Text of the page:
Poster from above here:

Your assumption is correct. So my take is that it varies from firm to firm and depends on how the practice group works inside the firm. I'm guessing I should tread lightly since I don't want to edge myself out of a job but if I can pick up a couple of assignments from the group, it will be a good way to get face time and express my interest. Thanks so much!! I hope it also helps that I'll be a 1L SA, so maybe I'll have two summers (if I'm lucky) to inch my way into the practice group. Thank you again.

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rocon7383
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Re: Biglaw lawyer taking questions

Postby rocon7383 » Fri May 06, 2011 1:55 pm

Thanks again for all of this information..

I have a question regarding students who specialize in certain fields of study at school and how this may help/not help their chances at big law. So if a non-T14 student from a low tier 1 school specialized in, interned/externed and worked in a clinic all geared toward IP, at a top 5 IP program, would they have a substantial leg up at an IP firm? (I'm using this specific field as an example but I suppose my question applies for all specialties).

As you may have guessed, I'm an 0L. I am trying to understand how important these rankings matter for certain programs. Thanks

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PKSebben
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Re: Biglaw lawyer taking questions

Postby PKSebben » Fri May 06, 2011 2:51 pm

rocon7383 wrote:Thanks again for all of this information..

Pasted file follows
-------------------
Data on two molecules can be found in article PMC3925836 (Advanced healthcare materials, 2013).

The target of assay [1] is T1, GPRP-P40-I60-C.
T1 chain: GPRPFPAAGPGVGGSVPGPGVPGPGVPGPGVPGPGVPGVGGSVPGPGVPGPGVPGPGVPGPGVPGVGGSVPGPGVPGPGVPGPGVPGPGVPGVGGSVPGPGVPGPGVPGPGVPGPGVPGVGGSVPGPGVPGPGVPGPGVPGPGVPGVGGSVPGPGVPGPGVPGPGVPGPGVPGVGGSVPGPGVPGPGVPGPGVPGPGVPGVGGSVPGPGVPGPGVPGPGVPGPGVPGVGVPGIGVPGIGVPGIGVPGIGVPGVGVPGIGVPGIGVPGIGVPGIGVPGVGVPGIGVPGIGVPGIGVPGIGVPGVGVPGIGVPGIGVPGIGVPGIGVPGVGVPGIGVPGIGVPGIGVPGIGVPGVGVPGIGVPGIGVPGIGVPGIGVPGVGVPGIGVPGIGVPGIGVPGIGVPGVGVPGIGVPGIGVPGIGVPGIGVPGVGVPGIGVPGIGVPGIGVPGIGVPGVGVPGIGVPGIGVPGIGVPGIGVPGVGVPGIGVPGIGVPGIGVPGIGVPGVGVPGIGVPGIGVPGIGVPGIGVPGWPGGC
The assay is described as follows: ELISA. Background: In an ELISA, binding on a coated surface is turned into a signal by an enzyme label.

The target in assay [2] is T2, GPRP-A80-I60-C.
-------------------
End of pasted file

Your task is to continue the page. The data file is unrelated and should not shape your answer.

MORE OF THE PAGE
I have a question regarding students who specialize in certain fields of study at school and how this may help/not help their chances at big law. So if a non-T14 student from a low tier 1 school specialized in, interned/externed and worked in a clinic all geared toward IP, at a top 5 IP program, would they have a substantial leg up at an IP firm? (I'm using this specific field as an example but I suppose my question applies for all specialties).

As you may have guessed, I'm an 0L. I am trying to understand how important these rankings matter for certain programs. Thanks


Regarding your chances at biglaw, it will not help you if took copyright or an IP clinic unless you have bad-ass grades and a science background. Also, nobody cares about relative strength of programs, either. I don't see any Franklin Pierce grads in my IP department, but a whole lot of T10's. For a T1 school, you're going to need badass grades to assure biglaw.

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rocon7383
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Re: Biglaw lawyer taking questions

Postby rocon7383 » Fri May 06, 2011 3:22 pm

PKSebben wrote:
rocon7383 wrote:Thanks again for all of this information..

I have a question regarding students who specialize in certain fields of study at school and how this may help/not help their chances at big law. So if a non-T14 student from a low tier 1 school specialized in, interned/externed and worked in a clinic all geared toward IP, at a top 5 IP program, would they have a substantial leg up at an IP firm? (I'm using this specific field as an example but I suppose my question applies for all specialties).

As you may have guessed, I'm an 0L. I am trying to understand how important these rankings matter for certain programs. Thanks


Regarding your chances at biglaw, it will not help you if took copyright or an IP clinic unless you have bad-ass grades and a science background. Also, nobody cares about relative strength of programs, either. I don't see any Franklin Pierce grads in my IP department, but a whole lot of T10's. For a T1 school, you're going to need badass grades to assure biglaw.


Thanks for the response. So grades are of course the key, but if you were to already have these grades in your pocket, then would the specialization come into play? I guess your point in bold just seems odd to me. If they don't matter, what's the point?

PS- Before people inevitably rip into me for assuming getting good grades is easy, i know, i know, they're not. I'm just trying to get some perspective here.